The slight dogleg right 8th plays shorter than its listed 352 metres from the back tees. The densely tree-lined fairway makes picking a playing line difficult. Hitting driver and getting as close to the green as possible might seem like the best option, but a shorter club hit to the left half of the fairway is the smarter play for longer hitters. This takes the large drop off and treacherous bunker long and left of the putting surface – both with the ability to quickly derail a good round – out of play for their second shot.
The par-4 9th again offers a choice from the tee. Long hitters can take on the dogleg right and small bunker on the inside corner to set-up a short pitch to the elevated green. But the fairway slopes hard to the right and an approach played from the rough will make hitting it close to the hole difficult, with the 9th green typically among the firmest on the course. Taking a conservative line from the tee to the left half of the fairway is the more prudent play.
Starting the back nine, the 10th measures just 251 metres with a green surrounded by water and a fairway scattered with pot bunkers. There is little reward for taking on the green from the tee, which makes this par-4 the weakest to be found at Riversdale.
However, it doesn’t take long for Russell’s design nous, which was enough to convince Dr Alister MacKenzie to make him his Australian design partner, to be on full display again as the holes begin to offer players a wide range of shot options with a variety of clubs.
The dogleg left 12th is arguably the most enjoyable of the short par-4s on the property, with an aggressive and conservative option again on offer from a tee set below the fairway. With the left side of the fairway heavily tree-lined, a long iron from the tee is more than enough to leave an approach from inside 100
metres to the green perched on the highest point of the property. The putting surface features subtle folds that can make it tricky to get your approach close, depending on where the pin is located.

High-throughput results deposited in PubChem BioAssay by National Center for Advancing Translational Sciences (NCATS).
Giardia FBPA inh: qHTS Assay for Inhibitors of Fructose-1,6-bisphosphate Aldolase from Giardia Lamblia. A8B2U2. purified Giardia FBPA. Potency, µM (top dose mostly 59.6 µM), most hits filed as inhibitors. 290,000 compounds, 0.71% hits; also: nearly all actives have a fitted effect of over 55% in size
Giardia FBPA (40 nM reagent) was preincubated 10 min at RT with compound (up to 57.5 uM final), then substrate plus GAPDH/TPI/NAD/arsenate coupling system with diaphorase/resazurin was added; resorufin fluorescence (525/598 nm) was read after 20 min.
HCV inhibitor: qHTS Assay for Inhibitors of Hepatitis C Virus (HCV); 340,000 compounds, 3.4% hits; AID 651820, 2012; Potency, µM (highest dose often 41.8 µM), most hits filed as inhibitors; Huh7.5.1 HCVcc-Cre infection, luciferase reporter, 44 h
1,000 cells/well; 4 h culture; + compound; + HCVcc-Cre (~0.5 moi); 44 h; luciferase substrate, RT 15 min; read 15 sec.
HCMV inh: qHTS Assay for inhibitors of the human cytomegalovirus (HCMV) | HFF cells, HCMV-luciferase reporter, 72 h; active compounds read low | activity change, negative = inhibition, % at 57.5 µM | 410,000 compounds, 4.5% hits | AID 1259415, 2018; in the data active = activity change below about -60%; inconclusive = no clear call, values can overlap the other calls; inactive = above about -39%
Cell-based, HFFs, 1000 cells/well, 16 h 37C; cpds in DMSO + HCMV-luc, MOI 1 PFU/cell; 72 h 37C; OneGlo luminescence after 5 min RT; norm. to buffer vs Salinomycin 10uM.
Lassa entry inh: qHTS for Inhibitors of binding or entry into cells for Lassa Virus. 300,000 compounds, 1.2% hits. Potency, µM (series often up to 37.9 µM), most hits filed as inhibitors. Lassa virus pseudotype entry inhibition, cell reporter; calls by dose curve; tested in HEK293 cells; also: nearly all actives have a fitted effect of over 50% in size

The side-by-side par-5 13th and 15th holes once again o er the chance to improve your score, before the final three holes provide a final test of your mettle if you have a good score going.
The downhill narrow fairway of the 16th hole requires an accurate and long drive before a second shot, which is best approached by landing short and running up to the green set well below the fairway. This will take the ‘worst miss’, being long of the putting surface, out of play.
The 187-metre penultimate hole is the final of Riversdale’s strong collection of par-3s that will typically require four di erent clubs despite three holes o ering similar visual challenges from the tee and, from which, four pars is a more than acceptable result.
The 18th tee o ers a final picturesque outlook across the course to the clubhouse, as well as one last choice of whether to take driver and challenge the 10-plus bunkers or to lay back o the tee and trust your approach play to set-up a birdie chance on the course’s true rolling greens.
Indeed the quality of the Riversdale’s greens is real feature, as they run smooth and quick.
And while the conditioning is impressive, the true standout is how well Russell’s 1930 design has stood the test of time, which is a credit to both the designer and proud membership, who have ignored the trend of altering their course to match the modern power game of the elite player.
It should perhaps come as no surprise that Riversdale, the second oldest golf club in one of the greatest golf cities in the world, would buck such a trend and o er a memorable golfing experience. And because it has done so, Riversdale remains a significant piece of Australian golf history that continues to o er a varied and highly enjoyable test of golf.
Played downhill, the par-5 13th hole offers aggressive players a birdie chance.
A mix of native and northern hemisphere trees offer a stunning range of colours.
The heavily bunkered 3rd hole is the second par-3 players encounter at Riversdale.
Long hitters can take on the bunkers on the inside corner of the dogleg right 9th hole.
Measuring 187-metres, the par-3 17th presents a very stern test late in the round.
The short par-4 18th hole plays toward Riversdale’s historic clubhouse.